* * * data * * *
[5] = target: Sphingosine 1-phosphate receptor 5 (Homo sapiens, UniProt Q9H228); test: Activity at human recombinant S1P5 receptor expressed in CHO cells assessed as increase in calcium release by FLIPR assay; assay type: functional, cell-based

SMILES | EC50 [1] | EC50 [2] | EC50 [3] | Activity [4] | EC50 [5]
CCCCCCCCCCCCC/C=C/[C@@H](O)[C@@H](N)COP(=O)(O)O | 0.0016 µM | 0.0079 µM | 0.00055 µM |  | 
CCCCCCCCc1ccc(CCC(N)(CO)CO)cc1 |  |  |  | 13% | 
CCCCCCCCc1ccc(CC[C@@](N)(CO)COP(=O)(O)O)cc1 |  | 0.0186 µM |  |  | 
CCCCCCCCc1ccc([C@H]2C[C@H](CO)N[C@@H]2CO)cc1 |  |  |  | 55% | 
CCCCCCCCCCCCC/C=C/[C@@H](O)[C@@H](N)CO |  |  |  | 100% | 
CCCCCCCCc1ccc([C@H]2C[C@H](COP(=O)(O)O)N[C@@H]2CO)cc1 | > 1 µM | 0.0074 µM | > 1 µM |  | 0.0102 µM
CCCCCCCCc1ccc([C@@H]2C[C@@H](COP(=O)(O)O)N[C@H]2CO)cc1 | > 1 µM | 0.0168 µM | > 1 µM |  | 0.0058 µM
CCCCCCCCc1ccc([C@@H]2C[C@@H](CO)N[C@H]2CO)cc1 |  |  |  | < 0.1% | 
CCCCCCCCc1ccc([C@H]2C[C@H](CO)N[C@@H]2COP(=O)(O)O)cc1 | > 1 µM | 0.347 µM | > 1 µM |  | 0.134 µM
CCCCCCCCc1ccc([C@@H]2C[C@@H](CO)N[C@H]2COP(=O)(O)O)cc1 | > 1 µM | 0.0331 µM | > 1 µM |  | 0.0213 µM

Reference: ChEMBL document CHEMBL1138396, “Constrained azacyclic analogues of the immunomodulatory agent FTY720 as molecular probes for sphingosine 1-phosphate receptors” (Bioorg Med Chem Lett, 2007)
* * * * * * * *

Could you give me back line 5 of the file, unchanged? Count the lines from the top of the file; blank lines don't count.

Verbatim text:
CCCCCCCCc1ccc(CC[C@@](N)(CO)COP(=O)(O)O)cc1 |  | 0.0186 µM |  |  | 